# The state array model

This section describes the underlying state array model used by `saspt`

. State arrays
are just Bayesian mixture models with large number of mixture components (“states”) that are situated
on a fixed grid of parameters. They rely on a variational Bayesian inference routine that prunes away
superfluous states, selecting minimal models to describe observed SPT datasets.
What makes them work is similar to what makes nonparametric Bayesian
methods work (namely, automatic relevance determination). But their structure leads to a much more efficient and scalable inference routine.

## Likelihood functions

A physical model for the motion of particles in an SPT experiment is usually
expressed in the form of a probability distribution \(p(X|\boldsymbol{\theta})\), where
\(X\) is the observed path of the trajectory and \(\boldsymbol{\theta}\) represents
the *parameters* of the motion. Intuitively, this function tells us how
likely we are to see a specific trajectory given some kind of physical model.
We refer to the function \(p(X|\boldsymbol{\theta})\) as
a *likelihood function*.

As an example, take the case of regular Brownian motion (RBM), a model with a single parameter that characterizes each trajectory (the diffusion coefficient \(D\)). (For those familiar, this is equivalent to a scaled Wiener process.) Its likelihood function is

where \(\Delta r_{k}\) is the radial displacement of the \(k^{\text{th}}\) jump in the trajectory, \(\Delta t\) is the measurement interval, \(d\) is the spatial dimension, and \(n\) is the total number of jumps in the trajectory.

A common approach to recover the parameters of the motion is simply to find the parameters that maximize \(p(X | \boldsymbol{\theta})\), holding \(X\) constant at its observed value. In the case of RBM, this maximum likelihood estimate has a closed form - the mean squared displacement, or “MSD”:

While this works well enough for one pure Brownian trajectory, this approach has several shortcomings when we try to generalize it:

Closed-form maximum likelihood solutions only exist for the simplest physical models, like RBM. Even introducing measurement error, a ubiquitous feature of SPT-PALM experiments, is sufficient to eliminate any closed-form solution.

Maximum likelihood does not provide any measure of confidence in the result. This becomes problematic for complex models with multiple parameters, where a large range of parameter vectors may give near-equivalent results. This means that even when our maximum likelihood estimators work perfectly, they are highly instable from one experiment to the next.

An alternative to maximum likelihood inference is to treat both
\(\mathbf{X}\) and \(\boldsymbol{\theta}\) as random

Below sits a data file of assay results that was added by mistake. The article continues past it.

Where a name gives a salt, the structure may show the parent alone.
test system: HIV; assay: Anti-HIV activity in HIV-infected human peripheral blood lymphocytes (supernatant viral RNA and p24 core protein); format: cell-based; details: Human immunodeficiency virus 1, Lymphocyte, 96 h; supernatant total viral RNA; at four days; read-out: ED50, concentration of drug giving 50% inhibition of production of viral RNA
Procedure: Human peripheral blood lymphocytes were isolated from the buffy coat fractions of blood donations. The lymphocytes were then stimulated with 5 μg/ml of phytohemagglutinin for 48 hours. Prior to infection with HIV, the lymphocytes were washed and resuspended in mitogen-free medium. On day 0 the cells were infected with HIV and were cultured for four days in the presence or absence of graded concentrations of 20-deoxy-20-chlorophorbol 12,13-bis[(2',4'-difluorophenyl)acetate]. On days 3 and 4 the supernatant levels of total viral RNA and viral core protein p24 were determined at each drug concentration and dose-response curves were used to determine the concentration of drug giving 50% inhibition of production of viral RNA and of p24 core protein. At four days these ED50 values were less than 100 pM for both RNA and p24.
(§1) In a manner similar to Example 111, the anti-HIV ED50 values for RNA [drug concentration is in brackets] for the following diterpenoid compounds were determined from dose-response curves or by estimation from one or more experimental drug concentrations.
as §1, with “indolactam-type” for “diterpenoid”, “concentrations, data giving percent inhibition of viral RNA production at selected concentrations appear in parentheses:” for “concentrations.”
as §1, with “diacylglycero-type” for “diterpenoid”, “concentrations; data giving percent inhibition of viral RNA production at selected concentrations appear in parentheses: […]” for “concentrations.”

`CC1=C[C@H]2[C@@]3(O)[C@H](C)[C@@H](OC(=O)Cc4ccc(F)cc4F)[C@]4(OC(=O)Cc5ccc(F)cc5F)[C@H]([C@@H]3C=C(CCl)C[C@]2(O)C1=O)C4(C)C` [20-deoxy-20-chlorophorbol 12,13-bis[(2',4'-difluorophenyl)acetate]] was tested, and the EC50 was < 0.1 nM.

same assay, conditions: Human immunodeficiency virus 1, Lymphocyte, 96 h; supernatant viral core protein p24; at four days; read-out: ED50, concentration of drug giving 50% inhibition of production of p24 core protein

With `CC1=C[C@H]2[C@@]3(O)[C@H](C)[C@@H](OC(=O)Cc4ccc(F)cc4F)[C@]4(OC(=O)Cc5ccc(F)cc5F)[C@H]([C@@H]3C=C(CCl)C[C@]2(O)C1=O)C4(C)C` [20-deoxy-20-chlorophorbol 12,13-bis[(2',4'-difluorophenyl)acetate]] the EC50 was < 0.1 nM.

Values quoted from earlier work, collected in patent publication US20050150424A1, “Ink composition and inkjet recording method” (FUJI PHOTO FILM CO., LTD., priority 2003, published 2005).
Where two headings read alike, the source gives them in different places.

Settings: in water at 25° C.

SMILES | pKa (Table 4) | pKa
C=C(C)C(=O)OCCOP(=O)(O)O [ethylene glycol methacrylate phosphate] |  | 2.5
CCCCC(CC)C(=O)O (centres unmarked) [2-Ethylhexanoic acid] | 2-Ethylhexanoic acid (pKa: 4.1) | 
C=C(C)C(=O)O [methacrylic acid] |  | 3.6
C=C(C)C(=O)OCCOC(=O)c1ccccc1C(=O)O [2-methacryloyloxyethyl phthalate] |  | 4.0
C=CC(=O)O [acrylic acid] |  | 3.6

variables and evaluate the conditional probability
\(p(\boldsymbol{\theta} | \mathbf{X})\). For instance, we can estimate
\(\boldsymbol{\theta}\) by taking the mean of
\(p(\boldsymbol{\theta} | \mathbf{X})\). This is the Bayesian
approach (and the one we use in `saspt`

).

## Mixture models

Suppose we observe \(N\) trajectories in an SPT experiment, which we represent as a vector \(\mathbf{X} = (X_{1}, ..., X_{N})\). If all of the trajectories can be described by the same physical model, then the probability of seeing a set of trajectories \(\mathbf{X}\) is just the product of the distributions over each \(X_{i}\):

In reality, this only describes the simplest situations
because it assumes that the *same physical model governs all of the trajectories*.
Most of the time we cannot assume that all trajectories originate from
particles in the same physical state. Indeed, heterogeneity in
a particle’s dynamical states is often one of the things we hope to
learn from an SPT experiment.

To deal with this complexity, we construct *mixture models*, which are exactly what they sound
like: mixtures of particles in different *states*. Each state is governed by a different physical model. Parameters of interest include
the model parameters characterizing each state, as well as the fraction of
particles in each state (the state’s *occupation*).

We formalize mixture models in the following way.
Suppose we have a mixture of \(K\) states.
Instead of a single vector of state parameters, we’ll have one vector
for each state:
\(\boldsymbol{\theta} = (\boldsymbol{\theta}_{1}, ..., \boldsymbol{\theta}_{K})\). And in addition to the state parameters, we’ll
specify a set of *occupations*
\(\boldsymbol{\tau} = (\tau_{1}, ..., \tau_{K})\) that describe
the fraction of particles in each state. (These are also called
*mixing probabilities*.)